Marcell Nimfuehr

I think daily. Write some it down weekly. Publish some of that occasionally.

Would Triple Entry Accounting Have Saved Thomas Cook?

The world’s leading tourism corporation filed for liquidation after years of accounting malpractice. A new accounting technology might have prevented that. 
On June 9th 1841, Baptist priest Thomas Cook set out to walk from Market Harborough to Leicester (15 miles) to attend a Temperance Society meeting in the town. On route, an idea occurred to him:
“A thought flashed through my brain — what a glorious thing it would be if the newly developed powers of railways and locomotion could be made subservient to the promotion of temperance." [1]
For the next abstinence rally, Cook shipped 500 teetotalers for the price of 1 shilling each to Leicester. Thus, professional tourism was born. For the next 170 odd years the company of the same name went the extra mile to find and claim the most exotic destinations. With that antecedent, the irony cannot be lost that Thomas Cook has now declared bankruptcy for not finding the truth in their accounting.

Company out of control

The largest British repatriation since Dunkirk in WW2 brought back 150,000 stranded tourists. They will find no quantum of solace in the afterthought of the UHY Hacker Young Manchester’s corporate finance partner Adnan Sajid: “It is obvious there has been no financial control in that company for some time. Looking at the books, you can see a litany of accounting failures.” [2]
As Sajid told AccountingWEB:
“This is a two-to-three-year problem, and they should have come to the experts a long time ago.”
While both shareholders and customers of Thomas Cook didn’t bank on the company’s financial failure, this does not come as a surprise for the Head of Financial Management at Berlin’s Steinbeis University Keith Cleland: “Today’s accounting does not deliver accountability. It never has – accounting was codified in the 15th Century to allow trade. The practice has never really changed while the economy is moving at an ever-increasing pace.”
A R.I.P. note at a local T. Cook shop.

Hard to cheat when everybody’s looking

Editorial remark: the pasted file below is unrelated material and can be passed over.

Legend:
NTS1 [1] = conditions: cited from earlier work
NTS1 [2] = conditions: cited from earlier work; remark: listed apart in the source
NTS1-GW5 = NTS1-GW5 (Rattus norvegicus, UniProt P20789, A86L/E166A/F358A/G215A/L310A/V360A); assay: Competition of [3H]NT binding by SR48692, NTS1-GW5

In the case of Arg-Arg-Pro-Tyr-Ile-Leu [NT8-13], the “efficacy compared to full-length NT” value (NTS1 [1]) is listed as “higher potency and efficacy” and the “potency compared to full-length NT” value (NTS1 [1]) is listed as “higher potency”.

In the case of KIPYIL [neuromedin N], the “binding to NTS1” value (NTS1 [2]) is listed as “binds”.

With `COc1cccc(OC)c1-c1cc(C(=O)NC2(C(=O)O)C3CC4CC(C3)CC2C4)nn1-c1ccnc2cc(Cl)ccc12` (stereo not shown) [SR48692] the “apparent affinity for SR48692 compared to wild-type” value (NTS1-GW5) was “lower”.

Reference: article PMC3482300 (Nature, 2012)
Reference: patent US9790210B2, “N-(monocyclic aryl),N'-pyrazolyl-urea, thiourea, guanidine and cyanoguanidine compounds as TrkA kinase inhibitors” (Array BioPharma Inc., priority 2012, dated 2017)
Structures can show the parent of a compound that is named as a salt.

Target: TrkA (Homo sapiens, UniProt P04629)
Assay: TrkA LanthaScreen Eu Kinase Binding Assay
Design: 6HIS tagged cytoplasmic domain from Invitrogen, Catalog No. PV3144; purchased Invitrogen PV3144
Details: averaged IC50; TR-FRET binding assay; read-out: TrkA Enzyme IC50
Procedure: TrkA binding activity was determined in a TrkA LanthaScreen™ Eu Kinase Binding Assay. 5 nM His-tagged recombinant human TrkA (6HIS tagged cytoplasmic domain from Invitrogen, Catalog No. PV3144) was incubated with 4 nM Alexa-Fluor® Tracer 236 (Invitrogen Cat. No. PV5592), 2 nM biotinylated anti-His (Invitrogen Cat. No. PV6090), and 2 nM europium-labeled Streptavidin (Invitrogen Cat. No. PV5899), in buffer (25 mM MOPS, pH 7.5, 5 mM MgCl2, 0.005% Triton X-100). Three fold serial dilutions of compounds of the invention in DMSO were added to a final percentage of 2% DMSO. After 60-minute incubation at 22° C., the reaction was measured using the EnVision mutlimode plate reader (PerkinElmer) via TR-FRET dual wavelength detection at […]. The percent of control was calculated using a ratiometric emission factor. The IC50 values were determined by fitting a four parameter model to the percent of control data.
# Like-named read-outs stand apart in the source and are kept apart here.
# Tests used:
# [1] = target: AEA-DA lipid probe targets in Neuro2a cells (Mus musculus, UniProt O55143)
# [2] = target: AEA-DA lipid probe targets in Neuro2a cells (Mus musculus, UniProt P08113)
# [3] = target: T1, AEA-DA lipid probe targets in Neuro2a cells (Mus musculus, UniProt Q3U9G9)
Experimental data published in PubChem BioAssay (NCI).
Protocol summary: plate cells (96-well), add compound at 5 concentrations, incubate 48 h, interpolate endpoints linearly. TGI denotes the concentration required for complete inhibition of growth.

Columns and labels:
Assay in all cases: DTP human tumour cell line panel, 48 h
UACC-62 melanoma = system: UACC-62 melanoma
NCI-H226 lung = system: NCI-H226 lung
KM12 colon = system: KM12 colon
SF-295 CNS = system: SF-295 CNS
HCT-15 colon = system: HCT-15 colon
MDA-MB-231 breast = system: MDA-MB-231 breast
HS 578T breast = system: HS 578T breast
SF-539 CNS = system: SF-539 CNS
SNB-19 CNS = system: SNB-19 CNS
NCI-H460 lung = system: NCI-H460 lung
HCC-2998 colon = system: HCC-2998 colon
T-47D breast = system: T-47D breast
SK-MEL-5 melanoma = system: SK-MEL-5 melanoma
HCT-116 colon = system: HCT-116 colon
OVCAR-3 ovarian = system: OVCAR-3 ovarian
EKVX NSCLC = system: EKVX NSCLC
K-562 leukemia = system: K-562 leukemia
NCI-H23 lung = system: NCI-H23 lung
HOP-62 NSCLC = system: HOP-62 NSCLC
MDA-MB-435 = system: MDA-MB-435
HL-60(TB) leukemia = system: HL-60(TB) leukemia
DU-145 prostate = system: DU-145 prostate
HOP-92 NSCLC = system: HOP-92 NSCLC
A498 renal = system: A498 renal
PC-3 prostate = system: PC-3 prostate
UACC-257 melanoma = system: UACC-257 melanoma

On a technical level, current double entry accounting standards have two major drawbacks: The corporation’s finance department has complete control over its own accounting data until the day it is audited. This makes it easy to cook the books and difficult to audit. 84% of economic fraud perpetrators are employees and the companies are the victims. [3] Even executives often have no insight into their own finances.
“All insights usually happen on an ex post facto basis,” explains Professor Keith Cleland. “Today’s business data methods cannot deliver real-time insights. The necessary metrics are usually not even collected. Executives are always at least a quarter and more often years behind.” This explains why, according to AccountingWEB, Thomas Cook tried to “secure a further £200m in funding” in “Eleventh-hour talks.” They just didn’t know until it hit them.

Immutability as the technology of the decade

However, there is a burgeoning new standard on the horizon in the form of Triple Entry Accounting (TEA). In regular accounting, an invoice exists in ACME Ltd’s book as a credit and in Widget Corp’s as a debit. Both books are private until audited which makes it difficult to check. Triple Entry Accounting adds a third book which is controlled by an independent third party. ACME adds her invoice to the third ledger and puts a timestamp on it that cannot be changed anymore. Widget acknowledges the invoice. The data is now immutable and thus very difficult to manipulate.
“The idea of TEA has been around for about 20 years,” says David Hartley, CEO of TEA-maker Pacio. “But only now does the technology exist to create a decentralised, secure, transparent and immutable ledger.” The technology in question started with Blockchain but has now moved on to more scalable, cheaper and faster protocols.
There has been no working TEA system in use until today. “We are now scaling the last mile: to have secure immutability and be able to handle the enormous volume of 500 billion global invoices per year with real time data available,” explains Hartley.
How would that have helped Thomas Cook? “I imagine that the executives and auditors of Thomas Cook had an inkling that their finances went into the wrong direction,” concludes Professor Cleland. “With Triple Entry Accounting and following better real time metrics everybody would have seen the iceberg when there was still time for somebody to hit the alarm and change course.”
main image: Von Milborn / Wikipedia. flower pic: philafrenzy / Wikipedia
[3] https://s3-us-west-2.amazonaws.com/acfepublic/2018-report-to-the-nations.pdf ACFE — Global Study on Occupational Fraud and Abuse
https://www.pwc.com/gx/en/forensics/global-economic-crime-and-fraud-survey-2018.pdf PWC — Global Economic Crime and Fraud Survey 2018

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